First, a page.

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NPA commander surrenders in North Cotabato

Lt. Col. Harold Argamosa of the 39th Infantry Battalion told The STAR on Monday that Gawelan also turned over his M-16 assault rifle. AFP, file
NORTH COTABATO, Philippines — A senior commander of the New People’s Army whose group figured in deadly clashes with state forces in recent months surrendered on Sunday.
Alex Gawelan, most known as “Banate,” yielded to the Army’s 39th Infantry Battalion in a clandestine meeting in Arakan town in North Cotabato that Lumad elders and local officials brokered.
Lt. Col. Harold Argamosa of the 39th Infantry Battalion told The STAR on Monday that Gawelan also turned over his M-16 assault rifle.
Gawelan and his men operated in the forests of Bukidnon and North Cotabato provinces.
“The 39th IB is thankful to the elected and traditional leaders in North Cotabato who helped convince him to return to the fold of law,” Argamosa said.
The 38-year-old Gawelan told reporters he decided to surrender after realizing that the NPA has evolved from an organization fighting for the rights of Filipinos into an abusive group of rogue gunmen extorting money from hapless victims.
Gawelan also assailed the NPAs wanton use of victim–activated improvised explosive devices, such as booby traps and landmines, against villagers suspected of conniving with the military or for refusing to pay “protection money”.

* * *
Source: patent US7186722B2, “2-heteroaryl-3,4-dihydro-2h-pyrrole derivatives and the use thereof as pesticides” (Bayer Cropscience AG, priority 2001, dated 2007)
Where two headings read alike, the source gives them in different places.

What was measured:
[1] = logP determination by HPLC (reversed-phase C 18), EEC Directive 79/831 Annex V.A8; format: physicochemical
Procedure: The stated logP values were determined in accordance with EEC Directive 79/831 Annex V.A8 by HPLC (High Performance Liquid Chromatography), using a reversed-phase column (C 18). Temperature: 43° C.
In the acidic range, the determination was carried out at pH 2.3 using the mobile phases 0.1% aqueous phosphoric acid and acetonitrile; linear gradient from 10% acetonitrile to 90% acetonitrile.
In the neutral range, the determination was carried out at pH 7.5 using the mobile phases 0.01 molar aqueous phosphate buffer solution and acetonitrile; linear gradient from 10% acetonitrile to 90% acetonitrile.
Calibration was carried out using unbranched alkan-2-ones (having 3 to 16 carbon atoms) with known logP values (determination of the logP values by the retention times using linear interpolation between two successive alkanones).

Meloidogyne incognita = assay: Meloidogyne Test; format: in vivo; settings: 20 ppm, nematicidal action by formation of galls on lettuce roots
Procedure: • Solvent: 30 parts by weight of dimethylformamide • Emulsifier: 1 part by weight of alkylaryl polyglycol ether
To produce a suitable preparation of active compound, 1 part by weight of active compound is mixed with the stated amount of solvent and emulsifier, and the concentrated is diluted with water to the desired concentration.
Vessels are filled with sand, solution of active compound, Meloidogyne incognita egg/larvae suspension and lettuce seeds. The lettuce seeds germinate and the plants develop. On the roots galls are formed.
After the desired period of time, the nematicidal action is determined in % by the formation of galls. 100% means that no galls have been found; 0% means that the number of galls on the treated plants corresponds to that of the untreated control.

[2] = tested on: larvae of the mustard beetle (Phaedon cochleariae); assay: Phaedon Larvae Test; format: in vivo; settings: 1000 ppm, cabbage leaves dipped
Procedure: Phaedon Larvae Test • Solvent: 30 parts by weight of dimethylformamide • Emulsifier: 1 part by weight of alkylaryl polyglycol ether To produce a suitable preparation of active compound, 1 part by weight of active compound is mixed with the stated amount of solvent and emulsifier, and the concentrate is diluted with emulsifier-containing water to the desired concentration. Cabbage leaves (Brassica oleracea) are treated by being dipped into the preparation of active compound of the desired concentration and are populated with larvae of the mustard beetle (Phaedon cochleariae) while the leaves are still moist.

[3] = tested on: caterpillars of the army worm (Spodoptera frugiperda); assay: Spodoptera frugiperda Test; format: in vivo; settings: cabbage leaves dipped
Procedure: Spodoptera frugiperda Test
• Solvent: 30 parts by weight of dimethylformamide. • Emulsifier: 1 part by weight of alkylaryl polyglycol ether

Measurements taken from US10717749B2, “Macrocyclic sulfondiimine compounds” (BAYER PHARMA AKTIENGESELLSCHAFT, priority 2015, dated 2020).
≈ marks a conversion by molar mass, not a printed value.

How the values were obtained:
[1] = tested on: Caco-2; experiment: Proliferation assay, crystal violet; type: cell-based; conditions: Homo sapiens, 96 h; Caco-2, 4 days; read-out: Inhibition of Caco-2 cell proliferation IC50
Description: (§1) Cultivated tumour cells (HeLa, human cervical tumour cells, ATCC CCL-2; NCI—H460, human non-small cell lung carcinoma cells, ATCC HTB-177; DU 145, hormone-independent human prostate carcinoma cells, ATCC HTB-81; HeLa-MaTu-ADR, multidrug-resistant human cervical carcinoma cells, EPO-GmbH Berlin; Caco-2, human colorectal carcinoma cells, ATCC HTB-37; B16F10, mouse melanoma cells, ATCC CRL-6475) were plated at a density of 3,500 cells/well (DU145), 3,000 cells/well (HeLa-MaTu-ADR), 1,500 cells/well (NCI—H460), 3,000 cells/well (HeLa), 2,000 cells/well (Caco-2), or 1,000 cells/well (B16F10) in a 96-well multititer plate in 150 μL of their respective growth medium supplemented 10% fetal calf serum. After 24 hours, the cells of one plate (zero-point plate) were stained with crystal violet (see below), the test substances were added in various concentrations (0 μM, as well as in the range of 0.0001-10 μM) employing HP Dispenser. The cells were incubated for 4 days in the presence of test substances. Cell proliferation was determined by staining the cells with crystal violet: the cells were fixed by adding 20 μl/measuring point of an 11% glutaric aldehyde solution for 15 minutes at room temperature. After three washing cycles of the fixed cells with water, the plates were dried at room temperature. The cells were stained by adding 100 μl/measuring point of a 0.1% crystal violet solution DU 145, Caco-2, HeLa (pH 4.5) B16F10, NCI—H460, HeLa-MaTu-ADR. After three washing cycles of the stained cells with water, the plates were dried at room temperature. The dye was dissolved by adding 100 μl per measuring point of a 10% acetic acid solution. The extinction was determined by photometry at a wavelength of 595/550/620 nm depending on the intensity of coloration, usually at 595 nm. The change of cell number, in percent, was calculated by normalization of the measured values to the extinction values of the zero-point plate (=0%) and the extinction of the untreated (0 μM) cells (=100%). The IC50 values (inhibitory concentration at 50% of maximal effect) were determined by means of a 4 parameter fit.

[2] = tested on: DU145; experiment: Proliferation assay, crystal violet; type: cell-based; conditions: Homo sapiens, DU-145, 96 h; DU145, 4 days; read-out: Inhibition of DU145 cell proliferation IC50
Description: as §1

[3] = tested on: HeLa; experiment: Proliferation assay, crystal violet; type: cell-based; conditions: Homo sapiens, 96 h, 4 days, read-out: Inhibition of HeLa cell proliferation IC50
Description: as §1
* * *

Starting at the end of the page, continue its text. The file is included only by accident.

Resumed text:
The NPA has repeatedly insisted that it only uses command-detonated explosives.
“The NPA says it is fighting for human rights but uses outlawed armaments against unarmed targets,” Gawelan said in Bisaya.
Gawelan is a commander in the Sentro De Gravidad group of the NPA’s Guerilla Front 53, whose members were behind last month’s series of attacks in North Cotabato’s Arakan, President Roxas and Magpet towns.
He also warned of a plan by the NPA to abduct more police and military personnel as show of force.
“The good treatment of captives and their release through negotiations are all meant to attract attention. All but propaganda,” Gawelan said.
Argamosa said they will help link Gawelan to government agencies that provide humanitarian assistance to rebels who have pledged allegiance to the Philippine flag to ease their return to mainstream society.
The NPA has been waging what it calls a protracted people's war since 1969 to put up a revolutionary government.
It believes that the Philippines remains underdeveloped because of imperialism — particularly by the US — feudalism in the countryside, and "bureaucrat capitalism," or the use of government resources and structures by the ruling class to enrich themselves.
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